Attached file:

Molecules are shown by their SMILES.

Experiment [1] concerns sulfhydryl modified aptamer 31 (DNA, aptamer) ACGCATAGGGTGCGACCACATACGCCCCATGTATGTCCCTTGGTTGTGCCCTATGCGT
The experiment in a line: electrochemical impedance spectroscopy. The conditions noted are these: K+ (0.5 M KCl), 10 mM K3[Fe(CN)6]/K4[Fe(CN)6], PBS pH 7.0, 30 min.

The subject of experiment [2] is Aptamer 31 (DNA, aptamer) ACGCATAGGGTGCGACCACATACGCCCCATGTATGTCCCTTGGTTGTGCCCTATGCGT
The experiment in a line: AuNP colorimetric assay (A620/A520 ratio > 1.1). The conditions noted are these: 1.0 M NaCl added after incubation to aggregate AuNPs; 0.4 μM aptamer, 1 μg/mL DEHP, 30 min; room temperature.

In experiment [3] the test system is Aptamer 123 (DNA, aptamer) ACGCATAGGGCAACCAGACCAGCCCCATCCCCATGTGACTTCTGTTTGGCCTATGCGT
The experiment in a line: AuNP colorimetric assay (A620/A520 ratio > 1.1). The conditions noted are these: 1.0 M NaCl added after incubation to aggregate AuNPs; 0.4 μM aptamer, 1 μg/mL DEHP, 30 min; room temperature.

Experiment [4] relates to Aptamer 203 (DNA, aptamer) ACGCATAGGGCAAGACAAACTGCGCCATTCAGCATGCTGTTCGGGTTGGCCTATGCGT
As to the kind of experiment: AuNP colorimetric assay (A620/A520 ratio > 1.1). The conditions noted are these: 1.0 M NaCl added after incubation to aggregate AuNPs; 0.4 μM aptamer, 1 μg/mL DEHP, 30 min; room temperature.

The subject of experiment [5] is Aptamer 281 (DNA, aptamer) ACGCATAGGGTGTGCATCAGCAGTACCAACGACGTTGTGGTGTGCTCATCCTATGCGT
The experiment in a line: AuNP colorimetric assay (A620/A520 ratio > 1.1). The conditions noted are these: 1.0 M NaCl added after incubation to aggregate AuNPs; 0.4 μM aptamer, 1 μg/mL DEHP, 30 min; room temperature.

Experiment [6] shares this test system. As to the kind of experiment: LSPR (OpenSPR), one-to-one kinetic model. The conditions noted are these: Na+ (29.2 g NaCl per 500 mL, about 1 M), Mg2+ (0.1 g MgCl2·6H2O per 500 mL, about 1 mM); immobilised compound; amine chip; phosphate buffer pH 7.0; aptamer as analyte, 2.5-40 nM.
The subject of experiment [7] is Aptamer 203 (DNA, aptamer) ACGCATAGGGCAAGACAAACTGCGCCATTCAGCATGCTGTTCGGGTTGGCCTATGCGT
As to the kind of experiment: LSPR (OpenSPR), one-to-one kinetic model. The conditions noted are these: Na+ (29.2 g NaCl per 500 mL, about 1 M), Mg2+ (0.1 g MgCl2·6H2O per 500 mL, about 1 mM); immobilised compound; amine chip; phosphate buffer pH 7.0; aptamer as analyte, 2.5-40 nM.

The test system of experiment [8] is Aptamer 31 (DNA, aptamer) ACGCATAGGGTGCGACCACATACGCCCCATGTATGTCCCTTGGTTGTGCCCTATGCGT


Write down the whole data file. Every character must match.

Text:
Molecules are shown by their SMILES.

Experiment [1] concerns sulfhydryl modified aptamer 31 (DNA, aptamer) ACGCATAGGGTGCGACCACATACGCCCCATGTATGTCCCTTGGTTGTGCCCTATGCGT
The experiment in a line: electrochemical impedance spectroscopy. The conditions noted are these: K+ (0.5 M KCl), 10 mM K3[Fe(CN)6]/K4[Fe(CN)6], PBS pH 7.0, 30 min.

The subject of experiment [2] is Aptamer 31 (DNA, aptamer) ACGCATAGGGTGCGACCACATACGCCCCATGTATGTCCCTTGGTTGTGCCCTATGCGT
The experiment in a line: AuNP colorimetric assay (A620/A520 ratio > 1.1). The conditions noted are these: 1.0 M NaCl added after incubation to aggregate AuNPs; 0.4 μM aptamer, 1 μg/mL DEHP, 30 min; room temperature.

In experiment [3] the test system is Aptamer 123 (DNA, aptamer) ACGCATAGGGCAACCAGACCAGCCCCATCCCCATGTGACTTCTGTTTGGCCTATGCGT
The experiment in a line: AuNP colorimetric assay (A620/A520 ratio > 1.1). The conditions noted are these: 1.0 M NaCl added after incubation to aggregate AuNPs; 0.4 μM aptamer, 1 μg/mL DEHP, 30 min; room temperature.

Experiment [4] relates to Aptamer 203 (DNA, aptamer) ACGCATAGGGCAAGACAAACTGCGCCATTCAGCATGCTGTTCGGGTTGGCCTATGCGT
As to the kind of experiment: AuNP colorimetric assay (A620/A520 ratio > 1.1). The conditions noted are these: 1.0 M NaCl added after incubation to aggregate AuNPs; 0.4 μM aptamer, 1 μg/mL DEHP, 30 min; room temperature.

The subject of experiment [5] is Aptamer 281 (DNA, aptamer) ACGCATAGGGTGTGCATCAGCAGTACCAACGACGTTGTGGTGTGCTCATCCTATGCGT
The experiment in a line: AuNP colorimetric assay (A620/A520 ratio > 1.1). The conditions noted are these: 1.0 M NaCl added after incubation to aggregate AuNPs; 0.4 μM aptamer, 1 μg/mL DEHP, 30 min; room temperature.

Experiment [6] shares this test system. As to the kind of experiment: LSPR (OpenSPR), one-to-one kinetic model. The conditions noted are these: Na+ (29.2 g NaCl per 500 mL, about 1 M), Mg2+ (0.1 g MgCl2·6H2O per 500 mL, about 1 mM); immobilised compound; amine chip; phosphate buffer pH 7.0; aptamer as analyte, 2.5-40 nM.
The subject of experiment [7] is Aptamer 203 (DNA, aptamer) ACGCATAGGGCAAGACAAACTGCGCCATTCAGCATGCTGTTCGGGTTGGCCTATGCGT
As to the kind of experiment: LSPR (OpenSPR), one-to-one kinetic model. The conditions noted are these: Na+ (29.2 g NaCl per 500 mL, about 1 M), Mg2+ (0.1 g MgCl2·6H2O per 500 mL, about 1 mM); immobilised compound; amine chip; phosphate buffer pH 7.0; aptamer as analyte, 2.5-40 nM.

The test system of experiment [8] is Aptamer 31 (DNA, aptamer) ACGCATAGGGTGCGACCACATACGCCCCATGTATGTCCCTTGGTTGTGCCCTATGCGT